Joseph: I'm going to study astrophysics when I grow up.  (Randomly hugs me.)

Charles: I'm a soldier and I'm going to shoot my guns at you!

Imagine all these things going on simultaneously.  I was thankful to have read about the trait of high sensitivity, because I was WAY out of my comfort zone with all the noise.  Of course knowing about it didn't make my siblings quiet down, but it was good to remember to take some quiet time for myself.  (I think some, if not all, of my siblings are highly sensitive too.  We are an intense family.  It's difficult to even get across how intense we are.)

Marko's Uncle Charles is only a year and a half older than him.  Charles is a few inches taller, but they both wear size 3T.  Marko was kind of terrified of Charles at first, due to Charles' habit of making scowly faces and shooty hands all the time, but after we left he kept asking to go back to "Charles's house" and for Charles to chase him.  So there you go.

 Nighttimes, I won't lie, were awful.  Awful and terrible.  Both kids slept with me, and they were constantly waking each other up.  When they were both awake, I was at a loss ... how to get one to sleep so I could focus on the other one, when the one I'm not holding is necessarily screaming?  And of course at nighttime, ONLY mama will do.  I ended up breaking my usual rules and just going out into the living room, turning on the light, and having awake time for awhile in the middle of the night.  It was better than waking the whole house with screaming, which we did kind of often.  My poor insomniac family.

The last two days we spent with some friends who live closer to the airport, and that was relaxing.  I mean, we were in a house with no other little kids and all the big kids completely focused on entertaining my kids.  And they had cows, goats, and chickens.  Need I say more?  Marko still didn't sleep worth a darn though.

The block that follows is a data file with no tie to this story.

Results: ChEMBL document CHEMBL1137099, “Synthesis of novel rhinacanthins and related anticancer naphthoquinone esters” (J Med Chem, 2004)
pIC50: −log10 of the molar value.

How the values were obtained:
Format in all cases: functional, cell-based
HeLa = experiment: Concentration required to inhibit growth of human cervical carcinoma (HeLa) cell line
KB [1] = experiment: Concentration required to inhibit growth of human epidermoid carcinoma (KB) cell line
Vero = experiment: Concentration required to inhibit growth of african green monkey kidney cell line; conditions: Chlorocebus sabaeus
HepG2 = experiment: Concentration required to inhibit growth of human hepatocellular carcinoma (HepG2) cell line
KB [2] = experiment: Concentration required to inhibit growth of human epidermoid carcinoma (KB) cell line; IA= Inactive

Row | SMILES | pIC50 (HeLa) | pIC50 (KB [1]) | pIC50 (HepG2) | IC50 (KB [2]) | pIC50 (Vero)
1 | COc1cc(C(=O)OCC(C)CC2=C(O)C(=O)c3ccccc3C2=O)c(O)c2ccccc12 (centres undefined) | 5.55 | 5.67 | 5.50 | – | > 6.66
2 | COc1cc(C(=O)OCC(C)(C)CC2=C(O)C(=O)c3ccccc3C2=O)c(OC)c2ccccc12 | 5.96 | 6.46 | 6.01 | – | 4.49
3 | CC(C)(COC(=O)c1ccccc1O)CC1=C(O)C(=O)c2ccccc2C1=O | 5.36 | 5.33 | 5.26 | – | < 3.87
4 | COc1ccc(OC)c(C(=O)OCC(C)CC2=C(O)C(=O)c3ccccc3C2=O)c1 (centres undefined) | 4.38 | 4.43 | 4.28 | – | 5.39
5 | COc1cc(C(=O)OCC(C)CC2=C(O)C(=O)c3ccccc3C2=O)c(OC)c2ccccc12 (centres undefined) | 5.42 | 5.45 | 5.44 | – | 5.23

Our trip back was harrowing.  Delayed plane, a long time spent on the jetway with the "fasten seatbelt" sign on ... which I enforced because the flight attendant told me we were leaving "right away" and that the plane would start moving suddenly, which didn't happen.  Then a lot of screaming on the plane because Marko's patience wore out and he was exhausted (of course).  Then a nap with both of them sprawled across me for two hours ... rather cramp-inducing, but I did get some sleep myself.  When we arrived in DC, we found our suitcase had arrived, but not our two carseats.  Doesn't get much worse than that, in terms of lost luggage.  We waited for a LONG time in a LONG line to file a claim for our luggage, and luckily United had loaner carseats available for just this situation.  Apparently it happens all the time.  (Not really that impressed with United lately.  The ONLY time anyone was pleasant, or took an effort for a harried mom with two small children, was when I accidentally blundered into the priority check-in line.  No one called me on it so I just checked in there.  Short lines, friendly agents, computers that actually worked, and they took my carseats themselves instead of making me walk all the way down to the TSA oversize bag check.)  But oh was it ever wonderful to get home to my own bed again ... once Marko finally went to sleep at 3 a.m. Eastern time.

Charles, Juliana, John Paul with Michael, Joseph, and Marko
 It was fun, I loved seeing my family, and it's great that Marko now knows who is grandparents, aunts, and uncles are, but let me tell you ... next time I am bringing John no matter what because I missed him awfully AND I felt at least two hands short.  Maybe four because John always seems to do more than you would think a human being could.

1 comment:

Meredith said...

What adorable pictures! I can't believe how big Juliana is.